Google Testing On-Body Detection Tool For Android Smartphones

With Google's new On-Body Detection Tool, Android phones will remain unlocked as long as they are in your hand or pocket. However, there are security concerns.

Eric Zeman, Contributor

March 23, 2015

3 Min Read

Shadow IT: 8 Ways To Cope

Shadow IT: 8 Ways To Cope

Shadow IT: 8 Ways To Cope (Click image for larger view and slideshow.)

Google is slowly testing a new way for users to unlock their Android smartphones. Using the phone's accelerometer, the On-Body Detection tool will prevent devices from locking if they sense they are being carried around.

The idea is meant to improve convenience, but it comes at the cost of security.

On-Body Detection is being added to the Smart Lock features found in Android 5.0 or Lollipop. The goal is to prevent the device from locking while the phone is on your person.

Let's face it, unlocking your phone every time you want to use it can be a pain. With On-Body Detection enabled, owners unlock their phone once and it will then remain unlocked as long it is held or stuffed into a pocket. As soon as the phone is set down, such as on a desk at the office, it automatically relocks. The feature is appearing on select Nexus devices running Android 5.0.2 and was first noticed by Android Police.

Earlier this month, I traveled to Barcelona to attend the Mobile World Congress trade show. As many will attest from personal experience, the city is rife with expert pickpockets. I lost my smartphone to a pickpocket while walking home one evening. Thank goodness I keep my device locked at all times. With a password blocking the thief from accessing the device, all my personal information was kept safe. I was able to wipe the device remotely once I returned to my hotel room.

Had I used On-Body Detection, however, my phone would have been left entirely open for plundering.

Google explains, "If you unlock your device and hand it to someone else, your device also stays unlocked as long as the other person continues to hold or carry it."

In other words, if the phone is kept unlocked in your pocket or purse, it will remain unlocked even if snatched by a thief. On-Body Detection is relying solely on movement data from the accelerometer to keep the device unlocked. The accelerometer cannot differentiate between the rightful owner and someone else. As such, it's a compromised solution.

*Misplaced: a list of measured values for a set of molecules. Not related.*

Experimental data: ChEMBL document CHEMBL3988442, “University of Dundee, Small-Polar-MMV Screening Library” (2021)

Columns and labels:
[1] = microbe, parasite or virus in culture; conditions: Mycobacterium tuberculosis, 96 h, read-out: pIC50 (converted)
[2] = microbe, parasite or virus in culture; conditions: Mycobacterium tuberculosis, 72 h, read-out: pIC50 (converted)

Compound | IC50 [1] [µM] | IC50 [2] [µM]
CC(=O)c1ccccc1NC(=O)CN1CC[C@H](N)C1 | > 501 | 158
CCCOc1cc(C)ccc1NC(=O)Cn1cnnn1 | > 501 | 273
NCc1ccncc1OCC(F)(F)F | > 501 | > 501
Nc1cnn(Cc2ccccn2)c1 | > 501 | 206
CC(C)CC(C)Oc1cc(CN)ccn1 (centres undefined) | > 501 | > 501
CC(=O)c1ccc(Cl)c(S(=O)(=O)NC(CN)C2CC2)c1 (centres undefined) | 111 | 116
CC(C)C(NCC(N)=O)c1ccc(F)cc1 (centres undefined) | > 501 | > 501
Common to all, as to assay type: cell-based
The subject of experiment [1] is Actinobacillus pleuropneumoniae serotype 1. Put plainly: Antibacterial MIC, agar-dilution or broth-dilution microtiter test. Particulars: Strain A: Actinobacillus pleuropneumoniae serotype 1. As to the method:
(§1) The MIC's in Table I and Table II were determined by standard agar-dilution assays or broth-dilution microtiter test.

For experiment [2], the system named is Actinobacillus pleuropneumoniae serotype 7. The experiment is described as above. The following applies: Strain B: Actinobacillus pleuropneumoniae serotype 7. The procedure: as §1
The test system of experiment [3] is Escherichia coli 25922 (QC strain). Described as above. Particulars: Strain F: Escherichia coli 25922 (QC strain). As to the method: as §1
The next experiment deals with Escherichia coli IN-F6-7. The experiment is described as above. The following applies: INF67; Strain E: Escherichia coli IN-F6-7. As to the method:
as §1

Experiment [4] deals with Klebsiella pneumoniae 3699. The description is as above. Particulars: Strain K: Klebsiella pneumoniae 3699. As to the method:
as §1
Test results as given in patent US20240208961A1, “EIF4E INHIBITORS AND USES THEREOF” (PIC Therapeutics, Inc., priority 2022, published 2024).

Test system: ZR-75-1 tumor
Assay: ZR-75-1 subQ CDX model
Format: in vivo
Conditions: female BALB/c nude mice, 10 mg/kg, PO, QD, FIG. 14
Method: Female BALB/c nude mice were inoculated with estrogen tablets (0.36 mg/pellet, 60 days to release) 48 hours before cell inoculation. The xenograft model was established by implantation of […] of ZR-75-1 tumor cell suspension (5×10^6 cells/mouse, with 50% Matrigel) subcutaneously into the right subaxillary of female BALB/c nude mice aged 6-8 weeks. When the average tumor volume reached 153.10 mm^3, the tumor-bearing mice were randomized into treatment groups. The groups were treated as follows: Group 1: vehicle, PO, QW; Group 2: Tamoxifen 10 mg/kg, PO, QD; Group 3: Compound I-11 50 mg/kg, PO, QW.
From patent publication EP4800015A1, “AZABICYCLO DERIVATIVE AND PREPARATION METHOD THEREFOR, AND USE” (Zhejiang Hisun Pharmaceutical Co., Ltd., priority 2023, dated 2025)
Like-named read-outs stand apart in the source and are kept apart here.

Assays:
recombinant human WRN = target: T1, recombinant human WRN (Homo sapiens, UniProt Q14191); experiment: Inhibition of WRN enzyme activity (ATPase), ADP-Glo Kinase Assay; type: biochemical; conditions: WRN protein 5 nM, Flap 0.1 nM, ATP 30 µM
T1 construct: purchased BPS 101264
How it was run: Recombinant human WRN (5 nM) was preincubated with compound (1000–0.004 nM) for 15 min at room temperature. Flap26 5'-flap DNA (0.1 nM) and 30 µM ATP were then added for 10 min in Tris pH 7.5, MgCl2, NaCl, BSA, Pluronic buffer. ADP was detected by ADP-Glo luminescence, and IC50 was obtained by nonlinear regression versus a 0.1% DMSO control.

[Read about the history of smartphones.]

Android already offers a number of other tools for convenient unlocking that are inherently more secure. Two of the best Smart Lock features are Trusted Devices and Trusted Places. With Trusted Devices enabled, Android phones can be set to automatically unlock when they are in proximity to another device, such as an Android Wear smartwatch. In order for this to work, the user needs to pair and connect the devices at least once, and then give the phone permission to unlock when it's near the watch. Trusted Places relies on predetermined locations, such as your home or office, to unlock the phone. Trusted Faces, a third option, uses your face as the unlocking tool, but it's not as reliable.

While it's up to individuals to balance the level of security versus convenience that best suits them, businesses should require employees to keep their devices locked at all times. On-Body Detection doesn't seem a good fit for enterprise security.

Attend Interop Las Vegas, the leading independent technology conference and expo series designed to inspire, inform, and connect the world's IT community. In 2015, look for all new programs, networking opportunities, and classes that will help you set your organization’s IT action plan. It happens April 27 to May 1. Register with Discount Code MPOIWK for $200 off Total Access & Conference Passes.

About the Author(s)

Eric Zeman


Eric is a freelance writer for InformationWeek specializing in mobile technologies.

Never Miss a Beat: Get a snapshot of the issues affecting the IT industry straight to your inbox.

You May Also Like

More Insights